Intense, captivating visuals are arguably what Euphoria does best. And costume designer Heidi Bivens brings that creative energy to the wardrobe department, where clothing is symbolic of character development. Case in point: Jules Vaughn. Played by
Intense, captivating visuals are arguably what Euphoria does best. And costume designer Heidi Bivens brings that creative energy to the wardrobe department, where clothing is symbolic of character development. Case in point: Jules Vaughn.
Played by Hunter Schafer, Jules has been a pillar of the show’s impeccable fashion reputation since it premiered in 2019. With an eye for visual art, the character’s outfits embody her natural creativity.
As the series progresses, Jules continues to examine the ways in which her self-expression connects with her transness, womanhood and her own body. And in season two, her changing style tells a story.
The latest Euphoria episode opened with an artistic ode to fan-favourite on-screen couple, Jules and Rue (Zendaya). In what is perhaps the most beautiful scene of the entire series, we see a creative montage of the couple recreating influential pop-culture references, starting with Jules as Venus in “The Birth of Venus.”
The famed painting, made by Botticelli in the late 15th century, shows the goddess of love and beauty looking ethereal and luminous as she stands on a giant scallop shell, like a pearl. The recreation depicts Jules as the embodiment of divine femininity, a theme that is deeply tied to the character’s arc.
When we first met Jules in season one, she channels Sailor Moon, sporting florals and pastels, Y2K-inspired pleated skirts and cropped baby tees with bright, colourful makeup. Her long, platinum blond tresses are accentuated with baby pink hair dye.
Despite her whimsical appearance, she struggles with her identity, feeling pressure to perform hyper-femininity in order to feel validated by men. We see her style change as she begins to feel a sense of liberation thanks, in part, to her relationship with Rue.
By the end of season one, she wears darker streaks in her hair, punk-inspired makeup and baggier, more androgynous silhouettes.
In season two, Jules feels more in tune with herself, and her fashion is decidedly edgier. This can be traced back to the character’s spotlight episode, which aired between season one and season two. Named “F*** Anyone Who’s Not A Sea Blob,” the episode was co-written by Schafer and Euphoria creator Sam Levinson.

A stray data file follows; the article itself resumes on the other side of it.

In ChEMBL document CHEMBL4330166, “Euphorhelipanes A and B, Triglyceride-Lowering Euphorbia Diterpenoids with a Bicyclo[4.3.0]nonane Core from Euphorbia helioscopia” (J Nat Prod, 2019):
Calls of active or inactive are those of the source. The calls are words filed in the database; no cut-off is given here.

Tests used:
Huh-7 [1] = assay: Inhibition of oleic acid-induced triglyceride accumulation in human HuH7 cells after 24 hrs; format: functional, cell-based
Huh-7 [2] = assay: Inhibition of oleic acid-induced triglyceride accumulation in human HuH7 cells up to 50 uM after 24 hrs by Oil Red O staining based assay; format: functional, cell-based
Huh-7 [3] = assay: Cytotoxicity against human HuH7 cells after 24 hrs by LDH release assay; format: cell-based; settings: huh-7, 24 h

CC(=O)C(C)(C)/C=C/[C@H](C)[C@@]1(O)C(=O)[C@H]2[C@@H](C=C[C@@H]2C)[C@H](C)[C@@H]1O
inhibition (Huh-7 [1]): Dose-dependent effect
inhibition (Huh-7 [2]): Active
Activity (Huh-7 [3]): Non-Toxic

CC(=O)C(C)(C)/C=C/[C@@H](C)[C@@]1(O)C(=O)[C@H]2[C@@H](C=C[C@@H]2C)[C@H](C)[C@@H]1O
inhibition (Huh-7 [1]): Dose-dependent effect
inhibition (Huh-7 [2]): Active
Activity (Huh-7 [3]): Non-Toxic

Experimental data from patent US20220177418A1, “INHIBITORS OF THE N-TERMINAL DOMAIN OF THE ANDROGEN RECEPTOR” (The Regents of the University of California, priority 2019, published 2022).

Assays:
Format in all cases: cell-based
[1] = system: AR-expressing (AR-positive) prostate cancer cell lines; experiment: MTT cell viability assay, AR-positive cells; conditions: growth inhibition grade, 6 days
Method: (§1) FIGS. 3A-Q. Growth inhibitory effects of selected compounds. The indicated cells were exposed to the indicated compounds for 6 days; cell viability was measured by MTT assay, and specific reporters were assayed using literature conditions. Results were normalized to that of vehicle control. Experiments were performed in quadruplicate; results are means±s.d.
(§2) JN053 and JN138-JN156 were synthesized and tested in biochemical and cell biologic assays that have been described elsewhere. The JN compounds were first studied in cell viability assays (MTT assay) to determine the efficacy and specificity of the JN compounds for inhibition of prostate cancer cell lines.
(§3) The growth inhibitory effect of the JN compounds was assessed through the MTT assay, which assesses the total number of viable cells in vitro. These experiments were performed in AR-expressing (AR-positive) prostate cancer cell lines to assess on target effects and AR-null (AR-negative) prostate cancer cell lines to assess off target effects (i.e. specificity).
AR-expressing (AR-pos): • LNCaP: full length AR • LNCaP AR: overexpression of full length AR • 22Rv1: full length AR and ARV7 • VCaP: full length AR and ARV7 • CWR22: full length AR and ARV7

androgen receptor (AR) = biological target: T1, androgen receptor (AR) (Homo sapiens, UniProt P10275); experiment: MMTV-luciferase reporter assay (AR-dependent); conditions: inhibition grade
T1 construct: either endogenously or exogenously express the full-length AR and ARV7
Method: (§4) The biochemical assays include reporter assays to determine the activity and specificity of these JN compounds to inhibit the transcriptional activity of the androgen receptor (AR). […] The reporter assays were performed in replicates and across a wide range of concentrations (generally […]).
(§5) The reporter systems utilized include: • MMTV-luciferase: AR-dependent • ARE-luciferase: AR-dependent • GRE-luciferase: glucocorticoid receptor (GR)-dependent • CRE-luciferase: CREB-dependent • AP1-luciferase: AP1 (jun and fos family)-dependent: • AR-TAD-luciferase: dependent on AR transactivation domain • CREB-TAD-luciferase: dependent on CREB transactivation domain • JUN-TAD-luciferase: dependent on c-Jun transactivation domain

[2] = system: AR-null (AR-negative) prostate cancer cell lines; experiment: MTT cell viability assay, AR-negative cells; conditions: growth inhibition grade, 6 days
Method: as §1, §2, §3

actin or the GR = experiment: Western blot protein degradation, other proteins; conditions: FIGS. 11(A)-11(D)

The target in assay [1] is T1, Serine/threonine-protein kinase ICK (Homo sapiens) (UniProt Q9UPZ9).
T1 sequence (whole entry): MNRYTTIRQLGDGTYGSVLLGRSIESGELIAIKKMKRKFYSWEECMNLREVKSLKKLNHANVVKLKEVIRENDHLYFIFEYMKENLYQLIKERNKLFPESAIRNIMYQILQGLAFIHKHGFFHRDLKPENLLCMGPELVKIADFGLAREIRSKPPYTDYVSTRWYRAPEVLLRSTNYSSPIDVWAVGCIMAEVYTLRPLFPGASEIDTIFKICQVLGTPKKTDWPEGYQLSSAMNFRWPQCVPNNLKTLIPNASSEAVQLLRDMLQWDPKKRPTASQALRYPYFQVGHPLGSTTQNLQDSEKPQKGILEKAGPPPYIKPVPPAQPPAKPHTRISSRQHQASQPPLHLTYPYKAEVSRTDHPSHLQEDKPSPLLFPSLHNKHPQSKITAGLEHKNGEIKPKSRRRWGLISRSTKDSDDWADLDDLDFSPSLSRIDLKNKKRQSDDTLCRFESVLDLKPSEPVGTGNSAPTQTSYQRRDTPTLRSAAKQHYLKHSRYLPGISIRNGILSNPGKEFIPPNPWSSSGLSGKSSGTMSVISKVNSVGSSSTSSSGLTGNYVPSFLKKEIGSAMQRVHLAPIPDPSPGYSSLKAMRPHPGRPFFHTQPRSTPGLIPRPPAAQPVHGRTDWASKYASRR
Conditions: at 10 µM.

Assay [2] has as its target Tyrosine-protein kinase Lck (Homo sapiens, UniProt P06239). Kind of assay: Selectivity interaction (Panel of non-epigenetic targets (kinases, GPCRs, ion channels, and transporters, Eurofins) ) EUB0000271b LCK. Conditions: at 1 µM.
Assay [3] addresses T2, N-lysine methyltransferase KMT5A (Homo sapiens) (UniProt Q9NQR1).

In a conversation between Jules and her therapist, she comes to a ground-breaking revelation: “I feel like I’ve framed my entire womanhood around men.” She realizes the image of herself she presents to the world has for so long been crafted by what she thought men desired. “I’ve been trying to conquer femininity, and somewhere along the way, I feel like femininity conquered me,” she says.
She also describes her complicated relationship to puberty, and how she worried it would distance her from femininity. But then, she compares womanhood to the ocean, something which is broad, deep and strong, yet still feminine and beautiful. “I want to be as beautiful as the ocean,” she says.
In the therapy episode, we see a makeup-less Jules in muted tones. In contrast to her bright, almost distracting style at the start of the series, the natural look represents her newfound vulnerability.
This season, we can see the effects of the therapy session. Jules’s style transformation is perhaps most evident in her blunt bob hair cut. For centuries, long hair has been tied to femininity, so this decision illustrates her breaking free from societal markers of conventional womanhood and embarking on a new journey.
Jules is experimenting with fashion in the second season of Euphoria. She wears a binder and her outfits often comprise chokers, baggy pants and an overall dimmer colour palette. In her makeup, she experiments with darker colours and sharp eyeliner designs. Through this style evolution, she frees herself from the male gaze and reclaims a sense of femininity and creative expression.
In Euphoria, Jules uses fashion as a tool for discovery and self-acceptance. As her style evolves, she continues to grow into her truest form. We’ll be watching closely
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